I am always surprised (and pleased) whenever I go to the library and see how many people are still using it as a place of reading enjoyment, browsing through books and magazines.
While it's true that some people use library computers for things like online dating, that seems a small price to pay for the freedom and privacy that we all have to freely use the library without someone looking over our shoulder.
Online games may seem trivial to some of us, but to others they are actually a way to communicate with other people and understand the world around us. (When the novel first became popular, it was regarded as a trivial waste of time :)
The idea of libraries checking out e-readers is very interesting and it will be fascinating to see what happens with that. But I suspect a conversion to using e-readers would actually cost more, at least the way things are now. The library would still have to buy multiple licenses for books, since even digital copies can only be 'checked out' to one patron at a time.
Right now digital books don't seem to be *that* much cheaper than physical versions. Even though there might be fewer physical infrastructure costs if there were fewer physical books, those would probably be replaced (and exceeded) by the IT costs of creating and maintaining the network to support such a large scale system. No such thing as a free lunch, unfortunately...when we talk about digital content it sort of seems like it must be cheaper if not free, because it's not 'real'...but IT and software can actually end up being more expensive than the physical alternatives.
Going fully digital might make sense if the library eliminated all the physical locations and staff. But we would lose access to so much if that happened: not everything is available in a digital format, and all the people who go to the library for internet access would suffer a huge loss.
I think the Denver Public Library is doing a good job of exploring ebooks and slowly building their offerings in this area, and probably learning a great deal about digital content delivery in the process, so that they'll be ready to expand in this area if it becomes feasible as a primary strategy.

Ummm, I think the original responder should read about Intellectual Freedom and what that means:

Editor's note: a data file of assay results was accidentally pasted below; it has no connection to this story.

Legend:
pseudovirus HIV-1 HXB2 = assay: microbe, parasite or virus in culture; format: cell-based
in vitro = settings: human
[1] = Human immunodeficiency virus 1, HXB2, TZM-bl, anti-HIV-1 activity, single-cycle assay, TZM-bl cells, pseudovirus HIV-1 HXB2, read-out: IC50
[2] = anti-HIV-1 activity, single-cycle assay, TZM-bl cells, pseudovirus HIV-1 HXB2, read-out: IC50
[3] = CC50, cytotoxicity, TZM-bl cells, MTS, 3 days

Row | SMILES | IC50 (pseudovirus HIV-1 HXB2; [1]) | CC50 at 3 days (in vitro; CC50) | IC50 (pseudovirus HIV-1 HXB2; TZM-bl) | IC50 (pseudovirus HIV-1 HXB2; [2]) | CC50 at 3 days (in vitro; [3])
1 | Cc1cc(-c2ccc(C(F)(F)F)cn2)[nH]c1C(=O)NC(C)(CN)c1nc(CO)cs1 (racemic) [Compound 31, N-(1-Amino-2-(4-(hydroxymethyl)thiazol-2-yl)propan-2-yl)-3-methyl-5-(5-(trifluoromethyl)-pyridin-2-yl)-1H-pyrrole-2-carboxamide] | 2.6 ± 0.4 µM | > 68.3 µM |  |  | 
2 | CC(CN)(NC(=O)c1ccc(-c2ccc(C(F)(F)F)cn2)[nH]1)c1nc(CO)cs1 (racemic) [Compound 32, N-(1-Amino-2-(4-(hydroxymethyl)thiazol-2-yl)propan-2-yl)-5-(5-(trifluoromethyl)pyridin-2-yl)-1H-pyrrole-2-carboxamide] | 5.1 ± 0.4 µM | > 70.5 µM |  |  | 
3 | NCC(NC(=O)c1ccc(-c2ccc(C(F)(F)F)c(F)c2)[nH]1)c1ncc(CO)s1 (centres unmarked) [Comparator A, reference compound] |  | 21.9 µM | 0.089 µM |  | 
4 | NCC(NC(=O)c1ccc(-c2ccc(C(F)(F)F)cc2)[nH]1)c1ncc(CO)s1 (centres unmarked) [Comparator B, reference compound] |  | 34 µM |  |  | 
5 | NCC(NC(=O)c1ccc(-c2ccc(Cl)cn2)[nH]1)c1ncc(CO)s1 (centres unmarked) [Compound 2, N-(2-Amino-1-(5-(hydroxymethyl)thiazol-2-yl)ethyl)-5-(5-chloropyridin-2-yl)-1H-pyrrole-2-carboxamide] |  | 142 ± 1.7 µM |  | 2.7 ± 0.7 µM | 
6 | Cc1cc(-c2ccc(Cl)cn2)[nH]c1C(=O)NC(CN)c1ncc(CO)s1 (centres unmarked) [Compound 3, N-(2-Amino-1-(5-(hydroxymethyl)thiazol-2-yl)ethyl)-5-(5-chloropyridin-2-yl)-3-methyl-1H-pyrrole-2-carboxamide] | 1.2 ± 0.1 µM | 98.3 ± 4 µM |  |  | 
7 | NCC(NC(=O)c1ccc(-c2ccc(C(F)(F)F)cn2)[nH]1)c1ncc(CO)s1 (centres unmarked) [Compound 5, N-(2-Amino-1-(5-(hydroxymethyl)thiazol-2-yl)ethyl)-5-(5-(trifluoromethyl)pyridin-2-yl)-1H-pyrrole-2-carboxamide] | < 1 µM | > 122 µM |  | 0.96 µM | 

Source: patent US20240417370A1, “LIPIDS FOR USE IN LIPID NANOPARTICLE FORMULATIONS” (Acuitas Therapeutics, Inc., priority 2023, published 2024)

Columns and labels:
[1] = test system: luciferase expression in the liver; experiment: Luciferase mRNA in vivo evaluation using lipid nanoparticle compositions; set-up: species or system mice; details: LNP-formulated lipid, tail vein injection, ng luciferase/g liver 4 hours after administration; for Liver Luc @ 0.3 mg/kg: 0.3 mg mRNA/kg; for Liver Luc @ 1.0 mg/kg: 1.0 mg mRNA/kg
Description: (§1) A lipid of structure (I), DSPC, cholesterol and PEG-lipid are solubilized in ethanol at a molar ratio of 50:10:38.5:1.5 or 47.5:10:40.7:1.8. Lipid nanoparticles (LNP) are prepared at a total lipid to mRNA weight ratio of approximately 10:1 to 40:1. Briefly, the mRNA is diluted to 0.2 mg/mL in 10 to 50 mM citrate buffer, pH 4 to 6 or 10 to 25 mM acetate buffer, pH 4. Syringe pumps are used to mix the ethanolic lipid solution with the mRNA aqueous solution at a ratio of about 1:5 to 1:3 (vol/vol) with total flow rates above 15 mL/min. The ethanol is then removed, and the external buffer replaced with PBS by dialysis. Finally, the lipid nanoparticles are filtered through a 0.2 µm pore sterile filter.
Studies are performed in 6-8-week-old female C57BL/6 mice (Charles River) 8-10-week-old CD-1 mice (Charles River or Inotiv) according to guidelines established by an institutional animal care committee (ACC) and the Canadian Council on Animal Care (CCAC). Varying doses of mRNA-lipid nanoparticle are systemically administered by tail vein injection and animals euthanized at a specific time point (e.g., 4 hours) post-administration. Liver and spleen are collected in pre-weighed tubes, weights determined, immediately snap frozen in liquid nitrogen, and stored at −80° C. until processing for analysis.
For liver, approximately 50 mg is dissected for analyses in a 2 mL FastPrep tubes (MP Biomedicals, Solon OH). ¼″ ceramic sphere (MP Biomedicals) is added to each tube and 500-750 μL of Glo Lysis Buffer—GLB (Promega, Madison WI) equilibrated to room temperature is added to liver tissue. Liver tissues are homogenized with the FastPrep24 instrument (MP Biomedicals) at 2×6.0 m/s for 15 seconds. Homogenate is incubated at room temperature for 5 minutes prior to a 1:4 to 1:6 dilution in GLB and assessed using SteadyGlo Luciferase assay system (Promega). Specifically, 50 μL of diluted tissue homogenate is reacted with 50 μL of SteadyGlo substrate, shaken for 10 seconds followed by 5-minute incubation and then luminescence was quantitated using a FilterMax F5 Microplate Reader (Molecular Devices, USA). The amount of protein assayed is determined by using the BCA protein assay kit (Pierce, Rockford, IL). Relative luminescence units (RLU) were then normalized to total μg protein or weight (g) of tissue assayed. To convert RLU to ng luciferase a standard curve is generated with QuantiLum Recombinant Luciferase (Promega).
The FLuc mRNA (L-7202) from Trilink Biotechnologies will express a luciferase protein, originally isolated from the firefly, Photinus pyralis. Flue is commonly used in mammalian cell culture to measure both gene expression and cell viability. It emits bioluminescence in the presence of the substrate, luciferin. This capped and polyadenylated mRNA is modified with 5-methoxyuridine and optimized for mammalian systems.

http://www.ala.org/ala/issuesadvocacy/intfreedom/index.cfm

And review ALA's Library Bill of Rights:

http://www.ala.org/ala/issuesadvocacy/intfreedom/librarybill/index.cfm

I think the original poster is wrong for judging people for what they look at on their computers. People deserve access to the Internet without being judged. Libraries protect their privacy. This person is just wrong for "spying" on their personal business.

And regarding gaming, there are all kinds of intelligences (visual, spacial, social, etc etc). Many games increase these intelligences. The benefits of gaming are well documented. This poster is just judgmental and undereducated on these points.

Many great points as to why Libraries are so valuable, especially now. Regarding the age of Internet and eBook readers, as a children's author advocating for children's literacy, I'd really like to make the point that VERY few parents will give their child an eReader. I'll never forget how excited I was when my daughter first began to crawl. Where did she go? Right to her book basket. And at 8, she's never stopped going there. Perhaps there will be a day when we use less paper and do most of our reading with a back light, but the day we discontinue printing books for children will be the day our next generation ceases to read.

Great post. Thoughtful and articulate.

Thank you for so clearly and eloquently answering this issue that keeps popping up. I'm SO TIRED of hearing it, now I have some ammo to shoot them down!

Right on

Thank you for this post. I recently read a piece about libraries being a waste of tax payer money in Chicago here: myfoxchicago.com/dpp/news/special_report/library-taxes-closed-20100628. I totally disagree with this notion and I think you described clearly why libraries are *still* necessary in our communities. The Chicago Public Library Commissioner responded to the same question. YES, libraries are still relevant, even in the age of digital books and information on the internet: myfoxchicago.com/dpp/news/library-taxes-closed-commissioner-reaction-letter-mary-dempsey-20100702.